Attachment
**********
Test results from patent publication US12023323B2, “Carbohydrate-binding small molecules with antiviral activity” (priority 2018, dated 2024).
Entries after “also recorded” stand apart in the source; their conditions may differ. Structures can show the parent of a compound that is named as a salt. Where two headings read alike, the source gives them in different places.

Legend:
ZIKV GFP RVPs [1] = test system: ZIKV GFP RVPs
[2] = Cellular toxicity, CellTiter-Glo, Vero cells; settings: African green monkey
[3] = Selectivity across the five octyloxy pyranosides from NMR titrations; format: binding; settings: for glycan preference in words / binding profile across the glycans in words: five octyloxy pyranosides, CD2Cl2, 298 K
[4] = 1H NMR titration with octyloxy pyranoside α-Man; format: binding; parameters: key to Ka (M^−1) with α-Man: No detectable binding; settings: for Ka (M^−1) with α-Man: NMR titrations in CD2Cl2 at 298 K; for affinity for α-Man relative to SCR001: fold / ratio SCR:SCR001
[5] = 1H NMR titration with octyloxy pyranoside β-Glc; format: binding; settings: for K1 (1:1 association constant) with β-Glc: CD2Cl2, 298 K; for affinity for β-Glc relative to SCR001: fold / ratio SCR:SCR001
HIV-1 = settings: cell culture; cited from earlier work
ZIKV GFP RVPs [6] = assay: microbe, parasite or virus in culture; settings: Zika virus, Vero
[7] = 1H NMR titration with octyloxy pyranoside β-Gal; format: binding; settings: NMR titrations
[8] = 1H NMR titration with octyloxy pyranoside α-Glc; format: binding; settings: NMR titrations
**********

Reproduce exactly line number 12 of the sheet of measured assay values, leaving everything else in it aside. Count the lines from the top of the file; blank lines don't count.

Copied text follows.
[8] = 1H NMR titration with octyloxy pyranoside α-Glc; format: binding; settings: NMR titrations